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Seawright v. Charter Furniture Rental, Inc. Case Brief

Summary of Seawright v. Charter Furniture Rental, Inc., U.S. District Ct. for the Northern District of TX (1999)

Cause of action: The following is a cause of action for violation of the ADA, and subsequent sanctions against counsel.

Procedural History: Court originally granted DF summary judgment finding DF knew none of these facts.  Court also shifted attorney’s fees to PL as a result of an ADA provision that the claims were frivolous, and then turned to DF’s motion for sanctions against PL’s counsel.  DF’s motion granted to pay reasonable attorney’s fees, counsel was publicly reprimanded.

Facts: PL, employee for DF, was in a homosexual relationship with Hull, who developed AIDS.  PL was Hull’s primary care giver.  PL received complaints about his work (during Hull’s illness).  PL was fired by DF.

PL alleges he person associated with a person with a disability and thus protected by all rights under the ADA.  This depends on: (1) whether Charter knew of PL’s relationship w/Hull, and (2) that Hull had AIDS.

Issue(s): Under FRCP 11, are reasonable attorney’s fees and sanctions available to a DF whose opposing counsel failed to perform a proper pre-filing investigation as required by the rule and then continued to pursue a “frivolous lawsuit?”

Court’s Rationale/Reasoning: This court concludes that after knowing the claims were frivolous, unreasonable and the like, she proceeded to bring the suit in bad faith.  Specifically, PL knew when he brought suit that he lied to DF about his relationship with Hull, about Hull’s having HIV, about Hull’s cause of death and date of death.  There was also no personal knowledge DF or any employees knew of the situation.  Summary judgment even said DF dealt in good faith, while PL did not.  DF’s is a small business and lawyers’ fees are very expensive to them.

DF asserts had PL’s counsel filed a proper pre-filing investigation under FRCP 11(b), she would have seen the case as frivolous and without evidentiary support after she would have had reasonable time to research the claims, or even would have realized the frivolousness after a discovery planning meeting as per FRCP 26(f).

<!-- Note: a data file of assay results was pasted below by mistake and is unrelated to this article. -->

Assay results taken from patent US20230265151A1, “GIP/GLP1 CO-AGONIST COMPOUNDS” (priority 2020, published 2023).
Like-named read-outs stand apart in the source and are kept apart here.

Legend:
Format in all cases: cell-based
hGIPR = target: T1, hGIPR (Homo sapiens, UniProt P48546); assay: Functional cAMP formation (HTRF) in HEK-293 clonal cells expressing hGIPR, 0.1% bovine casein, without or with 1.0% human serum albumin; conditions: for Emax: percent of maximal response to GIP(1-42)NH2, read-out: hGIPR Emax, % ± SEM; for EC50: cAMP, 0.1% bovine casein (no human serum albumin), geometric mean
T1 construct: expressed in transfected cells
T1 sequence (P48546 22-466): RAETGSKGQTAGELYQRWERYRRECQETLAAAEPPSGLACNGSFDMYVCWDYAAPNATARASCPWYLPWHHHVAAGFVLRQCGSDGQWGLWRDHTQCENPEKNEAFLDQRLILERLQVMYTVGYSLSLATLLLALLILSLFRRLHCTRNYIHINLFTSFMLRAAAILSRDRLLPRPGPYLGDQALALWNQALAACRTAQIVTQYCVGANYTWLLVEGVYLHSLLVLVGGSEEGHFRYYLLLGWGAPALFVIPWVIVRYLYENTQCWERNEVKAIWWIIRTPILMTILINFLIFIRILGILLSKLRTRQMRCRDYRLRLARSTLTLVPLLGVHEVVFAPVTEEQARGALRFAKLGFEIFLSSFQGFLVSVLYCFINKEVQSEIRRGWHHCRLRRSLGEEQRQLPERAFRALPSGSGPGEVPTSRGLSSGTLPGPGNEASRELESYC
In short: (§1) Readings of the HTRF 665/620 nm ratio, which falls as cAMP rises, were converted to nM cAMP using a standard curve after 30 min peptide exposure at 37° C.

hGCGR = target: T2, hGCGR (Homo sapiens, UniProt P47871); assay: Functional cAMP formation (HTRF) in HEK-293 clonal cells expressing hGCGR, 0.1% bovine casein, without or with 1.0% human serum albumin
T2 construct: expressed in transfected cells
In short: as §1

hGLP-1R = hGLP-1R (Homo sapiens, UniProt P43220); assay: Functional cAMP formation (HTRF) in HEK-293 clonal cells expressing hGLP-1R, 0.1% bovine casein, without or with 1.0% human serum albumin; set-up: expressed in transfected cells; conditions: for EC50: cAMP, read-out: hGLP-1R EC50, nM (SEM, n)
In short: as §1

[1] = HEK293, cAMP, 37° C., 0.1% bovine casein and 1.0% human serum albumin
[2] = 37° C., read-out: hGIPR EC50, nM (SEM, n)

Sanctions should be carefully chosen to foster the appropriate purpose of the rule, depending upon the parties, the violation, and the nature of the case.  There are 4 factors:

(1) announcing the sanctionable conduct

–> there was a violation of FRCP 11(b)(3) by asserting allegations & factual contentions that had no evidentiary support.

(2) relating the sanctionable conduct to a monetary amount

–> every amount of money spent prosecuting this case was a waste of money

(3) review whether the costs were reasonable as opposed to self-imposed, mitigable, or the result of delay in seeking court intervention

–> fees are reasonable after review of the records

(4) considering whether the sanction imposed is the least severe sanction adequate to achieve the purpose of FRCP 11

–> PL counsel should be required to “fix what she broke.”

Since PL’s counsel had not been sanctioned before, they let her get away with a published reprimand coupled with a strong admonishment and warning not to engage in this in the future, as this is as nice as a court is likely to get.

Rule: See FRCP 11(b). See FRCP 26(f).  See FRCP 11(c)(2).

A court may not impose FRCP 11 sanctions “merely for the eventual failure of factual and legal arguments after a trial; sanctions are to be applied only where, at the time of filing, such arguments were unwarranted.

Holding: Yes.  There was lack of good faith in bringing the lawsuit on part of PL the litigant; counsel should have realized this and should have were she to have



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